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Our Lady of Lourdes Hospital Apologises for Wrongful Death due to Failing to Diagnose Cancer

A family has received an apology from Our Lady of Lourdes Hospital in Drogheda for a wrongful death due to failing to diagnose cancer.

The family of Sharon McEneaney from Carrickmacross in County Monaghan – who died in April 2009 from a cancerous tumour in her abdomen – were at the High Court when they heard an apology read to them by a representative of Our Lady of Lourdes Hospital, were Sharon attended complaining of a pain in her abdomen in October 2007.

The court heard how attending physician Dr Etop Samson Akpan failed to consider the potential of a tumour, and it was not until former TD Dr Rory O´Hanlon intervened on Sharon´s behalf that she was given a biopsy in June 2008.  By then the abdomen cancer had developed beyond the stage at which it could be treated. Sharon died ten months later.

The court was also told that a report compiled by the Health Service Executive (HSE) after an investigation into Sharon´s death made thirty-eight recommendations for the future prevention of a wrongful death due to failing to diagnose cancer and that Dr Akpan was found guilty of a poor professional performance at a hearing of the Medical Council of Ireland´s Fitness to Practise Committee in January 2012.

The apology to the family was read by Margaret Swords – the General Manager of the Louth & Meath Hospital Group – who admitted that Our Lady of Lourdes Hospital had failed Sharon and that the hospital was making progress in implementing the HSE´s recommendations. The court also heard that a settlement of compensation for a wrongful death due to failing to diagnose cancer had been agreed amounting to €62,500.

Ms Justice Mary Irvine was told that €10,000 of the settlement was going to cover the cost of Sharon´s funeral and other expenses related to her death, while Sharon´s mother – Jane – is to receive €27,100, and the remainder to be divided between Sharon´s four brothers and sisters. The judge heard that the family was satisfied with Ms Swords´ apology and the terms of the settlement.

Closing the hearing, Judge Irvine said that the McEneaney family had shown “courage and tenacity” throughout the inquest into Sharon´s death and “marvellous fortitude” in the face of such a tragic loss.

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Judge Approves €142,000 Settlement in Knee Fracture Misdiagnosis Claim

A woman, who was had the opportunity to compete in the Special Olympics taken away from her by hospital negligence, has had the settlement of her knee fracture misdiagnosis claim approved at the High Court.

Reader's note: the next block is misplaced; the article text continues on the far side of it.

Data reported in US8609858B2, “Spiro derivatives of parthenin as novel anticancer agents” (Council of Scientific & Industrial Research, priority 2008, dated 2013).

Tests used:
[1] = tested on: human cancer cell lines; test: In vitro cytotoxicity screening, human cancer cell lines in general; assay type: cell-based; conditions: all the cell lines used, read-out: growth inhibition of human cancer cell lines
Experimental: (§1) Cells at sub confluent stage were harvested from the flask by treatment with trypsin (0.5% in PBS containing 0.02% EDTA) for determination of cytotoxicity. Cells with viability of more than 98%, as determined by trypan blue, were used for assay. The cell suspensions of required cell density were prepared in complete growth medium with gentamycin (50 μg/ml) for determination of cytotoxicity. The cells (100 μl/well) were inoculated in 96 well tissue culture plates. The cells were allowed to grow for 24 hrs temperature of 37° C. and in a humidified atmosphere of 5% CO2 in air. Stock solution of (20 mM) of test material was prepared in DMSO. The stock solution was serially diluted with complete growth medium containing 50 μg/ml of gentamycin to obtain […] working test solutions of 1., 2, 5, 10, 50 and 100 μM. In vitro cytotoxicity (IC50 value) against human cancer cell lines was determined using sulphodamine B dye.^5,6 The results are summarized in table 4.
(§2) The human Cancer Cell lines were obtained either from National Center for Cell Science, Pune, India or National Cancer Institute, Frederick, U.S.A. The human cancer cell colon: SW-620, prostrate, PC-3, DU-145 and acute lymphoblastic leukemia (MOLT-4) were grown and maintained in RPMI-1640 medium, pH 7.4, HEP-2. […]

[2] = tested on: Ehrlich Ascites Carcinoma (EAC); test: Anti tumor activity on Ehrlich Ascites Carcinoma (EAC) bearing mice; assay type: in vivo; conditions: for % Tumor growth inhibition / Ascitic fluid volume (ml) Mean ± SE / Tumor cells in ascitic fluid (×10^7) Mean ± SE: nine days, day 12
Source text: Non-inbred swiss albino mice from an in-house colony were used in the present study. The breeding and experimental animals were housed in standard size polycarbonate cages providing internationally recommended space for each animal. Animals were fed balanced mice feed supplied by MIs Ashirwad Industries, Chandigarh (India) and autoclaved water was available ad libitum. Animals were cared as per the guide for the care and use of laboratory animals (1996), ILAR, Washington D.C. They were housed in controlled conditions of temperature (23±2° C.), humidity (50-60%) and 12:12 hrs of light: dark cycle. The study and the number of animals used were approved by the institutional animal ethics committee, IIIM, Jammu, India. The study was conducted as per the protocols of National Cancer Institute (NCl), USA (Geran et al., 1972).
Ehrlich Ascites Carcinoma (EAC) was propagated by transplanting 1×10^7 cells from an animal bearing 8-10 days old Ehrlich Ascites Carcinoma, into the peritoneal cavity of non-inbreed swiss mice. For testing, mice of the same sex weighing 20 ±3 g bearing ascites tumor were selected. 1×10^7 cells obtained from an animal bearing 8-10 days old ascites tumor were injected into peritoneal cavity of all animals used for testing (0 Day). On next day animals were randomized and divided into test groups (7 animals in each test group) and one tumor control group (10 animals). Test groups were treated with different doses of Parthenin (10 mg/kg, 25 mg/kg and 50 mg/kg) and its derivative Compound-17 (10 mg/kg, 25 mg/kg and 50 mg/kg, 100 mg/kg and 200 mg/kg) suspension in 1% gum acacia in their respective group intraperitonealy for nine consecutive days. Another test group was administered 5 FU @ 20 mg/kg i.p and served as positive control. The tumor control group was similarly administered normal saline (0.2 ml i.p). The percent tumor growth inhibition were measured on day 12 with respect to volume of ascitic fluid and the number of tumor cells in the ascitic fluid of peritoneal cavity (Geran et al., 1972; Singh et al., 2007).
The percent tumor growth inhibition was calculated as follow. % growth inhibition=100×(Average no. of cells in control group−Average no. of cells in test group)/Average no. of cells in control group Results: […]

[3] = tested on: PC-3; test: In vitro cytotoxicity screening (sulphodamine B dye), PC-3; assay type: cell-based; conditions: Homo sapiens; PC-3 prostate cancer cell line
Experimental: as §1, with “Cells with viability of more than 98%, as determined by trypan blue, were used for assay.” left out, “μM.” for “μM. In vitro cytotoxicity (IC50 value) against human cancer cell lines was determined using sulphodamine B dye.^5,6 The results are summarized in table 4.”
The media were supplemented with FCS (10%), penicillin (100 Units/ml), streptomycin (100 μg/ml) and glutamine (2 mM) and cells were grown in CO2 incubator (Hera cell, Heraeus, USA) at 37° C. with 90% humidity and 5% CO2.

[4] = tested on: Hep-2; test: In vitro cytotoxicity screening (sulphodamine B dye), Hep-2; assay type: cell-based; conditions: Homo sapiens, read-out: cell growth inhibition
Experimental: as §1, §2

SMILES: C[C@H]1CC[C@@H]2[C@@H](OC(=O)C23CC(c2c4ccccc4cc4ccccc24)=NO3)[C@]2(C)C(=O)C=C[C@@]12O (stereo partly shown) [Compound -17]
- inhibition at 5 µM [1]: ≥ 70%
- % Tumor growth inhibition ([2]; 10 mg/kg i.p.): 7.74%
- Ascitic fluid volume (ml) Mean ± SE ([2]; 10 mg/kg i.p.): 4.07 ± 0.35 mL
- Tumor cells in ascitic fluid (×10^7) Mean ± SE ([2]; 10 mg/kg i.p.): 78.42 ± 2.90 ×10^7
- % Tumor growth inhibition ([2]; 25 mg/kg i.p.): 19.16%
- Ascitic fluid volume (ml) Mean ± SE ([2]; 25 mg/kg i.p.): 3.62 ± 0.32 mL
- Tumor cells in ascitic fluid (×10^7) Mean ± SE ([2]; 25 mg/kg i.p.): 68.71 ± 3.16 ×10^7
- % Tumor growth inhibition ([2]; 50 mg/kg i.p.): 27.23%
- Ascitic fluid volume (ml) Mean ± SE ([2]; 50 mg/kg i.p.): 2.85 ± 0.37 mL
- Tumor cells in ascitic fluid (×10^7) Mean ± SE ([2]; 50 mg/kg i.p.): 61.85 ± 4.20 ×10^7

In May 2009, Amy Rose McGowan was in training for the Special Olympics World Games in Athens – the world’s largest sporting gathering for children and adults with intellectual disabilities – when she fell and injured her knee during a fifty metre sprint race.

Amy Rose (now 31 years of age) was taken to Our Lady´s Hospital in Navan; where doctors failed to recognise a depressed fracture on an x-ray and diagnosed her with a soft tissue injury. Several months later, Amy Rose attended her GP because of an ongoing a pain in her knee. Her GP discovered the depressed fracture of the knee, but too late for Amy Rose to undergo corrective surgery.

Amy Rose made a knee fracture misdiagnosis claim for compensation against the Health Service Executive (HSE) through her mother Charlotte McGowan, claiming that the care, diagnosis and treatment she had received in the Emergency Department of Our Lady’s Hospital had been negligent and responsible for being unable to attend the Special Olympics World Games in Athens.

Liability was conceded by the HSE, who acknowledged that Amy Rose´s depressed fracture had been overlooked at the hospital, and a €142,000 settlement of compensation for a knee fracture misdiagnosis was agreed between the HSE and Amy Rose´s legal representatives.

Because of Amy Rose´s intellectual disability, the settlement of the knee fracture misdiagnosis claim had first to be approved by a judge and, at the High Court in Dublin, Mr Justice Michael Peart heard how before her accident Amy Rose won 34 medals and 10 trophies in swimming and athletics.

The judge invited Amy Rose to show her medals and trophies to the court and said that he was “very impressed and full of admiration”. After approving the settlement of Amy Rose´s claim, Judge Peart wished her a happy life with her family before adjourning the hearing.

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